What Is A Consumer 3D Printer?

A possible consumer 3D printer? [Source: Fabbaloo]

Here’s how to recognize a consumer 3D printer.

We’ve had several posts and discussions lately considering the notion of “what is a production or industrial 3D printer?” That’s a rather difficult question to answer as there are countless different situations to consider, but we gave it a try. Two tries, actually, one by myself, and one by Julie Reece.

There are other types of 3D printers, of course, and one of them is the elusive “consumer 3D printer”.

Consumer 3D Printers

Does such a thing really exist? What would its characteristics be?

For some years, the concept of a consumer 3D printer was foremost in the minds of entrepreneurs and investors, who foresaw a future world where every home would be equipped with a powerful 3D printer, able to produce arbitrary goods on demand. A revolution in consumer sales!


Unfortunately, they foresaw wrongly.

The consumer market never really developed, largely because of several key reasons:

  • The devices were too expensive

  • The devices were unreliable and required expertise and patience to operate beyond levels found among mainstream consumers

  • The devices required easy-to-use content that wasn’t available or appropriate

  • The devices required maintenance by skilled technicians frequently

  • The devices would benefit from operators skilled in CAD tools, which consumers were not

  • Finally, no “killer application” drew consumers to the devices

As a result, the expected boom in consumer 3D printer never happened. It never will — at least until the above barriers are clearly knocked down by someone.

In the meantime what we might call “consumer” 3D printers are really devices addressing the DIY crowd. This market segment is significant, but far smaller than the expected consumer market. In spite of the small market size, it has been large enough to support the evolution of many small to medium-sized 3D printer manufacturers specializing in the space.

What might the characteristics be for a consumer / DIY 3D printer? Here’s my thoughts:

Low-Cost 3D Printer

Above all, the cost of the device should be low. As low as possible, as DIY folks are among the most thrifty. I suspect that’s because they are able to make things for themselves at low cost, so the things they buy should also be low cost.

Open Materials

While some 3D printers insist on using proprietary material only, a consumer 3D printer should always allow use of any reasonable material in an “open materials” regime. This permits the consumer to use not only low-cost materials, but also the ability to experiment with unusual materials.

Low-Temperature Materials

Some professional 3D printers enable the use of high-temperature materials like PEEK, ULTEM and others. That’s not a feature you’d ever see in a consumer 3D printer where in general the applications would not require the use of exotic materials.

Reliable 3D Printing

One of the more important characteristics is that the machine should not break frequently and should produce reasonably good quality prints. While there are always plenty of crappy machines available, those that break a lot are quickly identified by the community, causing a rise in sales of those machines that do behave.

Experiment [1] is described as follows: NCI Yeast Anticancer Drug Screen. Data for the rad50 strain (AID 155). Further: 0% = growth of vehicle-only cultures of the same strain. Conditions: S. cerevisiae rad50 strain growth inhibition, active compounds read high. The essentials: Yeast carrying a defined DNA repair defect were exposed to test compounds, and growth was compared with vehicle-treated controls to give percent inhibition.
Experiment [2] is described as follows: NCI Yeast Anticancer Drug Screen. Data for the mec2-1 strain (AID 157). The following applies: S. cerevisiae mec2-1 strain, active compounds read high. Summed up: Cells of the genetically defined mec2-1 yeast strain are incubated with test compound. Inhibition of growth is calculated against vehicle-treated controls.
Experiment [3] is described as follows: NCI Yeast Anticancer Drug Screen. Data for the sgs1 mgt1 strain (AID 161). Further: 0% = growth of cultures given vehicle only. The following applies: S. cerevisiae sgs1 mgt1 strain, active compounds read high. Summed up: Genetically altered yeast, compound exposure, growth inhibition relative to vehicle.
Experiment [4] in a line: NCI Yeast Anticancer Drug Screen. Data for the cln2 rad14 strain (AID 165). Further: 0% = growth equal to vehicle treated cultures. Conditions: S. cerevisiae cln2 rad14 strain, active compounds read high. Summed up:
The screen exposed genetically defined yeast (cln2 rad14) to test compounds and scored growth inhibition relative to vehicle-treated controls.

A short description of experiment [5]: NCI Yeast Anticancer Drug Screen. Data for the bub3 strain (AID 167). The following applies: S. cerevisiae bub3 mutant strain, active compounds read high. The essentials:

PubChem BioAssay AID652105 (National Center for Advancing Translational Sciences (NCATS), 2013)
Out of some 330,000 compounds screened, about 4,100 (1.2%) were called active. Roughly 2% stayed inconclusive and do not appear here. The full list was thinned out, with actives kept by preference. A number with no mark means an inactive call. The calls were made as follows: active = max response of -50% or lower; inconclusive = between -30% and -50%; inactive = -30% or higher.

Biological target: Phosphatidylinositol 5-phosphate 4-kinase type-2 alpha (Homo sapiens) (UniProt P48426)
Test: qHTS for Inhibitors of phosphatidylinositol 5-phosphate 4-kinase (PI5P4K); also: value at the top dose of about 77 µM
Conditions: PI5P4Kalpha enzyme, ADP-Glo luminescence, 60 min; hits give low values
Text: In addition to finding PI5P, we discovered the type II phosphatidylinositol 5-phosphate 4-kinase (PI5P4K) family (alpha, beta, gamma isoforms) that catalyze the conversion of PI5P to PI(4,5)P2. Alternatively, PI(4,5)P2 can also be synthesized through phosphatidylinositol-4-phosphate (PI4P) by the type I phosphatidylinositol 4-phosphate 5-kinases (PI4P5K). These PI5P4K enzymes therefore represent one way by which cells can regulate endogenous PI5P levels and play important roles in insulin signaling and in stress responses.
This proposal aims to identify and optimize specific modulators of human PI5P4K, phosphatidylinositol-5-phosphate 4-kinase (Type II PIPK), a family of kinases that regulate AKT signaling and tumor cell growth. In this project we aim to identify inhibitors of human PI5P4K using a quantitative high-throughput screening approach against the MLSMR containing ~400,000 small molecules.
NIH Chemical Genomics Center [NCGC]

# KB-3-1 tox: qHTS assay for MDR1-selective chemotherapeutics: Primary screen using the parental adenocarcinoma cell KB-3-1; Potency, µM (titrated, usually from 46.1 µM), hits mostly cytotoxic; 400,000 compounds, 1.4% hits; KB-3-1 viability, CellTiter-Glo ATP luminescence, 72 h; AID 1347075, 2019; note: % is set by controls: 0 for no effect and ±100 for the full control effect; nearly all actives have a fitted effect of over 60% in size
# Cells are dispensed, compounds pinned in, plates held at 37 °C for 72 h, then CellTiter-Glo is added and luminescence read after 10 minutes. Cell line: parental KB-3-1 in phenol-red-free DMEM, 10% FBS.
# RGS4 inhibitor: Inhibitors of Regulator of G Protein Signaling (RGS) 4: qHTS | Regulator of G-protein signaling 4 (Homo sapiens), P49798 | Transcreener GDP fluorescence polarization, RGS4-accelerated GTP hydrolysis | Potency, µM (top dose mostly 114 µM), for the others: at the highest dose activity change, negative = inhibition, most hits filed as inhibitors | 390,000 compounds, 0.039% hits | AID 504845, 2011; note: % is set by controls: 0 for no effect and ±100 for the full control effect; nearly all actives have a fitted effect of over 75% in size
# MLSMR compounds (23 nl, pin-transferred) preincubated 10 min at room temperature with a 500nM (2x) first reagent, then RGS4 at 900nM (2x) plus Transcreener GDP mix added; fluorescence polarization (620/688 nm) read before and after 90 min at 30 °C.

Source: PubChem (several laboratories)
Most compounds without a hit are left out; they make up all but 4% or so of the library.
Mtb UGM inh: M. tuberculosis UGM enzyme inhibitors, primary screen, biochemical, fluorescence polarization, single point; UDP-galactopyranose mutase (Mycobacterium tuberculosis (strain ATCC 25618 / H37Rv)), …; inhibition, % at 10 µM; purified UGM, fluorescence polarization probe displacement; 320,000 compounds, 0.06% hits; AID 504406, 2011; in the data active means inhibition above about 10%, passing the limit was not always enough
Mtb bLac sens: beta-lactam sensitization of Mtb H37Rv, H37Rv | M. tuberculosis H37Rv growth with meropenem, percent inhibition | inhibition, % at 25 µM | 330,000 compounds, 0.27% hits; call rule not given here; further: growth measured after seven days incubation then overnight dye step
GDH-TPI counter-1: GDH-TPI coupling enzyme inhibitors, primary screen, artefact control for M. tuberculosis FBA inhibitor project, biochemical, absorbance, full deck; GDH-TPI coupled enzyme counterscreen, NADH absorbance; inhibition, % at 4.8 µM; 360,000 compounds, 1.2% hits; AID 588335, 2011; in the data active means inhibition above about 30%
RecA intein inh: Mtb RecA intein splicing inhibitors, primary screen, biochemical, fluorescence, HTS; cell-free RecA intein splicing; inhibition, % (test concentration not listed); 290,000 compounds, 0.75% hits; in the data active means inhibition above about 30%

Maintainable 3D Printer

All 3D printers break and consumer 3D printers should be designed for their DIY operators to fairly easily perform repairs. This is not the case for some professional machines and certainly industrial production machines that would require a trained technician to provide service.


Basic Ease-of-Use Features

There is a list of ease-of-use features that you might expect to see in a consumer 3D printer, such as a color touchscreen, automated leveling, magnetic removable print surface, etc. This list is constantly enhanced as competition drives progress. But a device without the “usual” features would not be welcomed by consumers.

Support System

This is not a hardware feature, but something that should be provided by the manufacturer: a way to easily support the machine through an online community. From this platform operators can share issues, solutions and thoughts, making the machine’s ecosystem strong and attractive to new buyers.

3D Content

There should be ways for the consumer 3D printer operator to easily obtain 3D content for the device. While anyone can pillage the internet for pillage 3D models, a consumer 3D printer should have some method for more easily doing so.

Small to Medium Build Volume

Consumer 3D printers need not have extremely large build volumes. From 150-250 mm would be typical.

Upgradeability

Many DIY 3D printer operators would prefer to upgrade their 3D printer investment rather than replacing it with a new device. Thus the machine should be designed with some possibility of upgrades as the machine evolves into the future.

General 3D Printing Usage

Finally, the consumer 3D printer should not be specifically targeted by the manufacturer at any specific application. No one can know what applications a consumer might produce on such a device, and therefore it should be positioned as a general purpose 3D printer, in spite of its limitations in materials, size and quality.

I think that if you see a 3D printer with many of the above characteristics, you’d likely be looking at what could be called a “consumer 3D printer”.


Share on facebook
Facebook
Share on twitter
Twitter
Share on linkedin
LinkedIn
Share on pinterest
Pinterest

Email us

Keep up to date on 3D Printing technologies

We're Learning a lot about 3D printing and So will you

Subscribe to our mailing list and make better 3D print decisions